We saw the final Potter movie last night, and were as moved, thrilled and delighted by it as we were by the previous films and all the books.
Rowling has given us all a powerful gift, one added to by the various film directors and cinematic technologists who realized her world and the acting corps that interpreted her characters. (Surely Rickman is Snape and Smith is McGonagall, just as McKellen is Gandalf.) As Morgenstern put it in the Wall Street Journal, this one is Harry Potter and the Fantastic Finale.
Several quick thoughts about the appeal of the series, both on paper and on screen:
* Rowling understands that the fantastic is not merely about "special effects" and weirdness for its own sake. The heart of the matter is the strange magic of the Ordinary, and especially the ability of Ordinary People to tell Right from Wrong, and to overcome their own fears and weaknesses on the way to doing what is Right. Rowling loves her wizards but she loves her Muggles most of all (or rather, the Muggle qualities that her good wizards possess), just as Tolkien held his hobbits above the elves, the kings and the wizards. Pullman builds his neo-Miltonian epic on this concept as well. The theme suffuses Dickens and Chesterton, Hardy, Greene, Orwell. Rowling's world is deeply demotic, full of common sense, hard work, goofy and irreverent humor, optimism (tempered by the realization that suffering is inevitable), and the enduring sinews of love and friendship that defeat and transcend the inequities of power and those who seek it.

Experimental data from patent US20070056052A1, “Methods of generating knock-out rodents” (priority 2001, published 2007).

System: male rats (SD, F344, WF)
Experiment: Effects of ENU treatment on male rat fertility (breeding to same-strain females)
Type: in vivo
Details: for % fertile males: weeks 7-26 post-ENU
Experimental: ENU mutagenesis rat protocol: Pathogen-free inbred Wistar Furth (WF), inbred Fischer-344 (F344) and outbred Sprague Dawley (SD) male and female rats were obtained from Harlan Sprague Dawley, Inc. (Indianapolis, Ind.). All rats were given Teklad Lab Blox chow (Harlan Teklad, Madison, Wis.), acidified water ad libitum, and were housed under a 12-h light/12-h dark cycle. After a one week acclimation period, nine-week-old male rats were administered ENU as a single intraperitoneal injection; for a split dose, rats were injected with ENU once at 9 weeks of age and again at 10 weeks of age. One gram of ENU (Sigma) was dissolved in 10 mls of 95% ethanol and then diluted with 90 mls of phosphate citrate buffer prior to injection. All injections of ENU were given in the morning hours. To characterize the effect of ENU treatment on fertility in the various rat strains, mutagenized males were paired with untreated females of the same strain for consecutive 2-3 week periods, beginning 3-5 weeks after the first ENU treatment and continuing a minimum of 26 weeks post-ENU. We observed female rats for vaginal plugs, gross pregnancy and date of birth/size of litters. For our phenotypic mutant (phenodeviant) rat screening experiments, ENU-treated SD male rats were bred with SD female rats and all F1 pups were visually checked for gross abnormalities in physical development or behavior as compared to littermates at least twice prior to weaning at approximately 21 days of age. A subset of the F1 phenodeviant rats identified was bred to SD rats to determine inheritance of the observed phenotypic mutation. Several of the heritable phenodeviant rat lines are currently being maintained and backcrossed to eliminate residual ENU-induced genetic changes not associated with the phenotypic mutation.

* The scenes of Harry's parents sacrificing themselves for him, and of the Weasleys as a family defying all comers-- in that slightly bumbling, cup-of-tea Weasley way, a bit vague at the start but ultimately decisive--are highlights in the film, as they are throughout the books. I choked up at the scene in the movie (okay, I cried here in the book too) where the shades of Lilly, James, Remus and Sirius reassure Harry that they are always with him, living on in his heart and to the end.
* If I have one complaint, it is that the films shunt Ginny Weasley aside, focusing almost entirely on Harry, Ron and Hermione. Yet Ginny is willing to sacrifice herself for Harry, while I am never quite sure that Hermione would do the same for Ron (and sometimes it feels as if neither of the lads is truly prepared to die for their swain; for each other, yes, but not for the girls).
* Snape is one of the most complex characters ever to appear in the spec fic genre. I keep coming back to his hidden love for Lilly, the impulse that drives his actions all the way to his death. "Always," says Snape (in Rickman's deliberate tone) to Dumbledore.
* I keep thinking about the words Rowling puts in Dumbledore's mouth when he and Harry are reunited in the place that reminds Harry of King's Cross Station, i.e., during the respite in the battle with Voldemort. Words about language being true magic, the incantatory power of words themselves. Words about what is most real being those things within our heads. Rowling understands the deepest truth of Power, that it exists not in weapons or armor, not in turrets or crenellations, but in the wellsprings of imagination and the flow of language therefrom. And she has demonstrated this through the thousands of pages and hours of film that constitute the Potter mythos.